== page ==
Now I’m starting to feel cracked out because of the fact that the UFC is taking up 9.375% of my life with its cards this week. After losing sleep, work, and study time to last Wednesday’s UFC Fight Night card on Fox Sports 1, I did what all Americans do: turn to amphetamine use to stay ahead of the curve. Then, after UFC 164, my meth supply ran out, so to supply much-needed adrenaline, I had four people flog me mercilessly at a BDSM fetish party last night. That much-needed energy shot powered me through my Fightlinker posts for today, and now I realize that I have another 6-hour card on Wednesday to deal with.
One consequence of this high frequency of cards is that the publicity train peters out. FightOpinion named this the “Mystery UFC Fight Night card,” but maybe that is being a little harsh. I am not in Brazil, so I don’t know what kind of publicity push the card has received down there, but I personally can’t name a single fight on the card outside the main event and the fight featuring Rafael “Sapo” Natal. Strong Brazilian ratings have obviously resulted in a situation whereby it makes sense for the UFC to promote cards there frequently. This obviously keeps additional fighters on the roster by opening up additional slots. Take the number of fighters on a card and divide it by three, and that’s how many additional UFC roster spots each card creates. But what are the other consequences of that?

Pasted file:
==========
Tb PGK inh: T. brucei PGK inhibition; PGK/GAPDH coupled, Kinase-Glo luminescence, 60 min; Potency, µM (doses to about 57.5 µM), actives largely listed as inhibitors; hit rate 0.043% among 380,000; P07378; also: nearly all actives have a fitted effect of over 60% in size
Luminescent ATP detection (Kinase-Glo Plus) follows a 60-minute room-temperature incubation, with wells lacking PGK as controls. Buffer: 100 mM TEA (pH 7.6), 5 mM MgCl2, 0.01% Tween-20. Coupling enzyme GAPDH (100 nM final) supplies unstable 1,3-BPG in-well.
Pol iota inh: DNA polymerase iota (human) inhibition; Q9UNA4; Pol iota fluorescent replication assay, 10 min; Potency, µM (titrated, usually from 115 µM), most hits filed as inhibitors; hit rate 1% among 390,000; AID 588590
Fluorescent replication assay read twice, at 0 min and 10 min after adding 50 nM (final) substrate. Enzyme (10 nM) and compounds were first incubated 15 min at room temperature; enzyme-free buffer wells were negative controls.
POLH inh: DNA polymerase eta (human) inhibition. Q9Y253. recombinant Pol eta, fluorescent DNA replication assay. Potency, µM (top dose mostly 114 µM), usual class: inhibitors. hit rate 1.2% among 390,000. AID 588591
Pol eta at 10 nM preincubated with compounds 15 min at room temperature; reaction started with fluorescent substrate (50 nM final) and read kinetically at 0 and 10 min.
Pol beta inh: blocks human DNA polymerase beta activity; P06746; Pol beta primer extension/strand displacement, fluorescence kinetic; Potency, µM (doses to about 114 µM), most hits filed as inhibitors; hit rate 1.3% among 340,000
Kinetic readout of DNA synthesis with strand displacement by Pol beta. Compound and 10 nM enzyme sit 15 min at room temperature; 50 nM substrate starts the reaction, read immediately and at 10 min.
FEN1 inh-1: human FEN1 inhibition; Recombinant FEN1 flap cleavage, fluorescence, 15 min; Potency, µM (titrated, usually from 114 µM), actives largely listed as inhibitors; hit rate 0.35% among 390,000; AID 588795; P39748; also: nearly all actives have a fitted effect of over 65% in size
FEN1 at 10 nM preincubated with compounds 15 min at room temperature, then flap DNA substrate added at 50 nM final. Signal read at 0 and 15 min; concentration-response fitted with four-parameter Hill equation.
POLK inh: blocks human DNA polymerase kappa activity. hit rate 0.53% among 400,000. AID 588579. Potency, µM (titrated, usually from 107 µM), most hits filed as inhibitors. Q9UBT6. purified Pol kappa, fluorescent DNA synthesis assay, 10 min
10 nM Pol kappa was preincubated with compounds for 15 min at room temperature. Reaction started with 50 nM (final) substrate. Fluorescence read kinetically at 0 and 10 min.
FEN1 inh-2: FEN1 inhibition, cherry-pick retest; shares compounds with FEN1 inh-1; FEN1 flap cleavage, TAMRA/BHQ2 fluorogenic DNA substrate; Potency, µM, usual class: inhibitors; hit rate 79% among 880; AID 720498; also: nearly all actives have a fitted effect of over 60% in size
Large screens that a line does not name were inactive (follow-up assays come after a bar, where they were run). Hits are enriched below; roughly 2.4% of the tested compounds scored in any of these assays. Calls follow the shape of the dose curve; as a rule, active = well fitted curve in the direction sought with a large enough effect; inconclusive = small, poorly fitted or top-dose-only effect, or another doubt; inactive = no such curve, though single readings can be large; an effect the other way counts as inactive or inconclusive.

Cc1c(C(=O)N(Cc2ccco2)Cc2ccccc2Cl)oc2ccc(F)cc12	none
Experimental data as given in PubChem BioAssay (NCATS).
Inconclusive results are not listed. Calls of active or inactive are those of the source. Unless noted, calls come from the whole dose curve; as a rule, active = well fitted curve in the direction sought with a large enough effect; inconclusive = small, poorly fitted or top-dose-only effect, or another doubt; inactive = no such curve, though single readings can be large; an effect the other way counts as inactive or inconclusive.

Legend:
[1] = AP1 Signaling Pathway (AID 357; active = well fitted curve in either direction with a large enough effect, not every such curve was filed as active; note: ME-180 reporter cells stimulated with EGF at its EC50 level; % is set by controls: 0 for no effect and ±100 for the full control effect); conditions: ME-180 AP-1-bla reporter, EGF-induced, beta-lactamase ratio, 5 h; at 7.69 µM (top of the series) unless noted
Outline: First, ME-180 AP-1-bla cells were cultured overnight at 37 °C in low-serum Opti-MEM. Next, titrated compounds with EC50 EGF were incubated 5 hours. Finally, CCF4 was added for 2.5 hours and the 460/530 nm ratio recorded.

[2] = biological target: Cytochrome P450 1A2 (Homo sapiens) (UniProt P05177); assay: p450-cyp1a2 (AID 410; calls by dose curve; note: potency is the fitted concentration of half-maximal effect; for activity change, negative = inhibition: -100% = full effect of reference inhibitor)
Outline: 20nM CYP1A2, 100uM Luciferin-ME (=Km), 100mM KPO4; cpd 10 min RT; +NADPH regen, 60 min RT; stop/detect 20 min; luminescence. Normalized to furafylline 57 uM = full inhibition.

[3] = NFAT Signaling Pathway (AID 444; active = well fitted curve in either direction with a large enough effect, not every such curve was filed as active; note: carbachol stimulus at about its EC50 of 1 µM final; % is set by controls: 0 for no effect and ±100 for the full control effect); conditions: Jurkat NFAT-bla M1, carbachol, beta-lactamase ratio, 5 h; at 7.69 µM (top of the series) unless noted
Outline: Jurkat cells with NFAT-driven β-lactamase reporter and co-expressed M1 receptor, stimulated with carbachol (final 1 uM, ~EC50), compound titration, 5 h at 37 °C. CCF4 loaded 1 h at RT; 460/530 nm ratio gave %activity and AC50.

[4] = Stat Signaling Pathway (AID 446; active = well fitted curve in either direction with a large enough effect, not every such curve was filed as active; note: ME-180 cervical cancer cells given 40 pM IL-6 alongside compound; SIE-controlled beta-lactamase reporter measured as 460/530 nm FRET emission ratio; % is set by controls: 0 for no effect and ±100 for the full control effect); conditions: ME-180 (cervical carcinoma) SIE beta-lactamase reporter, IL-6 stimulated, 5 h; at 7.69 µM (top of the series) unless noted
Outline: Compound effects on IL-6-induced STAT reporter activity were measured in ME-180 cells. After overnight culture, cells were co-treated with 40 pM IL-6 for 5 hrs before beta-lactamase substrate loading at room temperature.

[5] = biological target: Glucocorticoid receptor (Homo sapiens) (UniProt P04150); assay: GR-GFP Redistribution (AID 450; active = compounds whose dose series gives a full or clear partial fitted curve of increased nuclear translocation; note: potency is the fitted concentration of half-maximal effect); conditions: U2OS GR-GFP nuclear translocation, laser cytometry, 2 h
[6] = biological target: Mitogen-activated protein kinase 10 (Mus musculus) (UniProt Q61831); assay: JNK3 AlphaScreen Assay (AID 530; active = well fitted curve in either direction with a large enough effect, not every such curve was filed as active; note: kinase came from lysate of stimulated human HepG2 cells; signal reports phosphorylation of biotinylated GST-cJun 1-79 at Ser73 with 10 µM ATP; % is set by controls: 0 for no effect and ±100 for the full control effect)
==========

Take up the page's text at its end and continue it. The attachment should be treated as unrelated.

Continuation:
Will hardcore fans be forced to choose between brand dilution and going to the wrong side of the tracks to buy crank? Will I end up in the emergency room through some combination of drug overdose, sexually risky behavior, torture-related injuries, and the accident risk that results from not having slept in 5 days? Or will I just enjoy lots more UFC fights, resulting in a good time had by all? Stay tuned to Fightlinker to find out.